What really matters is the difference in gpu "horsepower" so to speak between the cards, and a GTX 670 is certainly stronger overall than your previous GTX 660 ( non-Ti ) card but since the 660 series is so strong to start with, most games show little to no difference by upgrading from a 660 series card to a 670 card. That is why I recommended you not go for the expensive 670 , and if you had to upgrade , go for the 660 Ti...( which would not have made your games any faster as it turns out, but it would have saved you some money at least... ).

When you say there is NO performance difference between your old 660 card and the 670, that is true only in the few games you have mentioned , there IS a difference between them , just run 3DMark and you can see that difference. Unfortunately this does NOT always translate into better game performance since most of these games are just DX9 console ports not taking full advantage of these latest DX11 video cards... so you see no performance increase...ugh...its the game, not your card!!!

Proof:

http://www.tomshardware.com/charts/2012 ... ,2932.html

GTX 670 3DMark11 P score: 8154

GTX 660: 6788

( that is your old card, the non-Ti "660" score above )

The 670 scores 1366 marks higher ( P score ) than the non-Ti 660 card. That is roughly 17% higher than your old card in overall performance in this "synthetic" benchmark.

If we look at the 660 Ti score, the difference is even less of course...the 660 Ti scores 7782 P marks, which is only 372 marks difference!! That means the 670 is a measly 5% difference than the 660 Ti card in that benchmark!! Just as I said previously...that is a far cry from the "33% faster overall" ( only in memory bandwidth performance ) that you stated in your post...


Of course you can o/c your 670 card to 680 levels if you want, for even more performance. However it appears that it won't make any difference in the particular games you play...

You make mention of the LinusTechTips PhysX dedicated card experiment video, here it is again:

http://www.youtube.com/watch?v=cbww3dhzK0M

He is using eVGA GTX 580 card ( standalone and paired with lesser graphics cards for dedicated PhysX processing ) on Intel platform with an Intel i7 2600K running at 3.40 Ghz with 8 GB of ram ( speed unknown ) ( as shown in the video ).

In the Toms hw benchmarks, they don't mention platform but I guarantee they are using some sort of overclocked i7 cpu in it!! Most likely an i7 running around 4.0 Ghz or higher... that alone can explain the difference in the benchmark scores between your Phenom II X4 at stock 3.4 Ghz and Tom's benchmarking platform...while the games are not "cpu-bound" so to speak it does appear that they work better on an Intel platform than your Phenom II platform.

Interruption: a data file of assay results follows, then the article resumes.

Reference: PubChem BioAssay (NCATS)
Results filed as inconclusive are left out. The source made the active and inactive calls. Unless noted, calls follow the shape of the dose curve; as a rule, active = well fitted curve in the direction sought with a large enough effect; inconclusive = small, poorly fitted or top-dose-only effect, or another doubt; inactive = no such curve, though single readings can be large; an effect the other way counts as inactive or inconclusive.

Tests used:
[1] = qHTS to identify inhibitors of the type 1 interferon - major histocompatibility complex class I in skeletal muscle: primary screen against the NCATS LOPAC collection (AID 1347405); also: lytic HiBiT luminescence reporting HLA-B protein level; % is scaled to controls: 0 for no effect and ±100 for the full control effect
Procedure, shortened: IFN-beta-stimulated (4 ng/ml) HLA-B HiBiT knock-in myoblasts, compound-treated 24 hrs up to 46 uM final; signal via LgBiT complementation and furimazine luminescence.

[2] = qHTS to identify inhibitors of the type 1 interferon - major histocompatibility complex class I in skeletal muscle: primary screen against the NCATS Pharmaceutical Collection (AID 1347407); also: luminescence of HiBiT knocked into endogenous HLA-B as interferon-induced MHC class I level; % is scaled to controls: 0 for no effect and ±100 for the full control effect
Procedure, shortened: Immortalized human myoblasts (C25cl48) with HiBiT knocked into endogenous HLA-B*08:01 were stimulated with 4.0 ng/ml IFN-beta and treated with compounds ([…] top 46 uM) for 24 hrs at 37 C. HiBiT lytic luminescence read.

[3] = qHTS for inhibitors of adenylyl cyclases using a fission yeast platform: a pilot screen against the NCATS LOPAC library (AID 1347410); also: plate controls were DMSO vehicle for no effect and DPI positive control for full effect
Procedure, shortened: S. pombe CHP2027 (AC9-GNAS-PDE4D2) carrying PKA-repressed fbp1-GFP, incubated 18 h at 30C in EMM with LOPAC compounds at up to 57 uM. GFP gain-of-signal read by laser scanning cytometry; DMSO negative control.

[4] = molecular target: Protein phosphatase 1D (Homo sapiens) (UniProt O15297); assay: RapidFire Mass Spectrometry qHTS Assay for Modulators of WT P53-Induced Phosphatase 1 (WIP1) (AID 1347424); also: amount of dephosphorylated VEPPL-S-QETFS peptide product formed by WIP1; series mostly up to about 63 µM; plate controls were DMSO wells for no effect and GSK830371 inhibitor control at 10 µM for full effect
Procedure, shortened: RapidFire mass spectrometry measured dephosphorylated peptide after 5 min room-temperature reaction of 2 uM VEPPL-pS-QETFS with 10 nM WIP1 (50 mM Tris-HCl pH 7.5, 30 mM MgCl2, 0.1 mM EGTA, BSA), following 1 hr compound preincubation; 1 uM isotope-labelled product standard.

I am sorry that your new video card does not make your games run any faster than they did with your old card... I suppose the only way to possibly increase your Mafia II and Batman AC game fps is to sell your Phenom II platform and go with modern Intel one... but I realize that is out of your budget range right now.

Is "30 fps average" really so bad? I game there myself most of the time in the games I play and it never bothers me, I just enable V-sync and enjoy... I play mostly FPS shooter games though, not fighting games like you do, however my GTX 560 Ti with my Q9400 keeps me happy so far... :)
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Re: GTX 660 to GTX 670 - NO performance difference!

Postby Leprekaun » Thu Jan 17, 2013 12:56 am

Please don't take offense Hammer_Time :). I didn't mean to offend you by not taking your advice. Like you said, I was just fooled by the "33%" better thing. Come to think of it though, I've done a few more benchmarks and I think no difference is untrue really. In Batman, the benchmark ran at an average of 47FPS with PhysX so that's about 7-8 FPS better than the 660 but in Mafia II, I only saw a difference of a few FPS. I guess at the end of the day, it's just PhysX which is killing the card (without PhysX, Batman runs at an average of 80FPS and Mafia II around the same) and like you said, an Intel platform can make the difference. I still prefer AMD for personal reasons, even though I know Intel CPUs are the better standard nowadays but I think I'll just prepare myself for a future CPU upgrade (have my eye on the FX 8350) which according to the PassMark scores, should be double the performance of my Phenom II. The 8350 has a higher score than the 2600K and so I'm hoping that it can boost my overall game performance, although, would an Intel 2600K still perform better than the 8350? Is it just better architecture overall or if PassMark says they're similar in performance then it should carry over to games as well?